The company actually plans to expand its online offerings, buoyed by its unpredicted success during the pandemic for its unique, non-comedy quality. “I found that people (online) are more accepting,” Kinugawa said. “Everyone is extra kind to each other, not as critical.”

"If Second City were not working on diversity and inclusion, I wouldn't be here," says Ayaka Kinugawa, its musical director.


We’re not talking stock portfolios here. It’s an open secret that Second City — from management to actors — was lacking in DEI (diversity, equity and inclusion), especially in creative leadership roles. And the company isn’t hiding from this, even boldly acknowledging it on its web page — along with an emphatic promise to change.

“This was such a white, male-oriented place for such a long time,” said Kinugawa.” And everyone knows that.”

To be sure, though, it’s endemic to much of the comedy industry, acknowledged Ogbonnah. “But (it was) especially true of Second City.”

The company implemented more than a few changes, such as hiring more women in leadership roles, including Heffernan, Julie Dumais Osborne as artistic director of its training centre, production manager Susan Waycik and Parisa Jalili, its chief operation officer.

Those changes haven’t gone unnoticed. “It now feels easier to say what you want,” said Ogbonnah. “I feel more comfortable that if I have a problem I’m not going to be (dismissed.) There’s no fear of being told you’re wrong or you’re the problem. It feels safer now!”

Added Kinugawa, “If Second City were not working on diversity and inclusion, I wouldn’t be here.”

Two’s better than one, right?

In normal times — remember those? — Second City would hone its main stage show for several weeks before adding a separate holiday-themed show. But the opening of its new (yes, temporary) home this week closed that gap.

And while premiering two shows simultaneously may seem ambitious, Heffernan is undeterred. “As long as the offerings are quite different, you’re expanding as opposed to cannibalizing (your audience).”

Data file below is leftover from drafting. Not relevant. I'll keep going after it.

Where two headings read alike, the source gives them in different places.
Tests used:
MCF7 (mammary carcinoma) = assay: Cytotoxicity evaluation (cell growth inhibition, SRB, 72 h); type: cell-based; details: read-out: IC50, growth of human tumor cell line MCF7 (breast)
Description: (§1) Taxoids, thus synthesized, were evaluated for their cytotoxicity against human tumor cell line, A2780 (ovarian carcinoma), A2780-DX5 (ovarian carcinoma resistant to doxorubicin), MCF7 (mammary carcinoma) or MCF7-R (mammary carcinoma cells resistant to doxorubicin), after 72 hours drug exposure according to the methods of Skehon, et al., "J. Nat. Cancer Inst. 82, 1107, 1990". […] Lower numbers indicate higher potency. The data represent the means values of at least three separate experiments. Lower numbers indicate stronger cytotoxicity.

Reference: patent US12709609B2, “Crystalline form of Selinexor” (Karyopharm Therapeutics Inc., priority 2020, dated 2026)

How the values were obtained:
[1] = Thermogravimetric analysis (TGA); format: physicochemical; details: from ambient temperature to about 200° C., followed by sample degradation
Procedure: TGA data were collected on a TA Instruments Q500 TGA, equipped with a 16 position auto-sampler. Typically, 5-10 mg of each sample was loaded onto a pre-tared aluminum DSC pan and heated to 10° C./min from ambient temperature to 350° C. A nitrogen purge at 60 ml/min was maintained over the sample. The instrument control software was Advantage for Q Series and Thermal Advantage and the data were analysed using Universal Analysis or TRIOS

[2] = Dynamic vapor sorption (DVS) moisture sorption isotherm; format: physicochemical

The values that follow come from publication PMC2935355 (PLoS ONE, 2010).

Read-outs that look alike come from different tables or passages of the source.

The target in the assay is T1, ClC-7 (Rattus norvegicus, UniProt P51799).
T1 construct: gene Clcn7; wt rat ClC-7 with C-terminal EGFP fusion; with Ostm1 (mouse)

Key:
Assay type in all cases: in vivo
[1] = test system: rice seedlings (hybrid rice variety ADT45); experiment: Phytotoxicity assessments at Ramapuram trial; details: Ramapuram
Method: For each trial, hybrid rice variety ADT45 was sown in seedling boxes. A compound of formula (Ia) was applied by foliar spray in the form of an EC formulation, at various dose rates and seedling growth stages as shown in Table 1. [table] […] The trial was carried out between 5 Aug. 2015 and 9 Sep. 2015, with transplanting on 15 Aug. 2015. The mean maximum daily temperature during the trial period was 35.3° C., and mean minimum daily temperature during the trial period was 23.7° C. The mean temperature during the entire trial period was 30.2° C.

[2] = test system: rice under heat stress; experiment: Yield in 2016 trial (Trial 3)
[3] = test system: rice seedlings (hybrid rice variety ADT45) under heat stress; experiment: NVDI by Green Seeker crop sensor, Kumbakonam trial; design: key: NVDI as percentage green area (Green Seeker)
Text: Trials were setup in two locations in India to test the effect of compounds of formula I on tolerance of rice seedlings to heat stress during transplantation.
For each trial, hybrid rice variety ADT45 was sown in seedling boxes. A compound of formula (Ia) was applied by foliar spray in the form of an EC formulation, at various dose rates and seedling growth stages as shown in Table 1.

Bushell agreed. “Audiences right now are very receptive, eager and starved for live entertainment.”

Second City has moved into a former mattress store on Danforth Avenue. That space is on loan from Comedy Bar.

New owners. New digs … eventually

No doubt there was a collective sigh within Second City’s ranks when it found a new buyer earlier this year in a U.S. private equity firm. The infusion of money ensures construction of its new venue on York Street will be completed in late 2022 — though there’s still the issue of suspended supply chains, which makes getting building materials a challenge. And not all of these challenges are pandemic-related. Rideout cites the major storms in Texas, which slowed manufacturing. “That’s where (heating and ventilation) systems come from.”

More importantly, said Jalili, the new owners are buying into Second City’s new mission. “That was a big part in our decision to sell to them,” she said, adding that there were several potential buyers. “They understood our vision and that DEI has to be at every level of our business.”

Second City has managed to weather a storm — that we’re not quite out of yet — by doing what improvisers do: they pivot and adapt. Still, Jalili recognizes the company’s unique position in an industry that has been especially decimated since March 2020.

“We shouldn’t be here, right?” she posited. “There are so many other theatres … that didn’t make it. And we’re the most stable that we’ve ever been.”


Denis Grignon is a freelance journalist and regular contributor to the Star.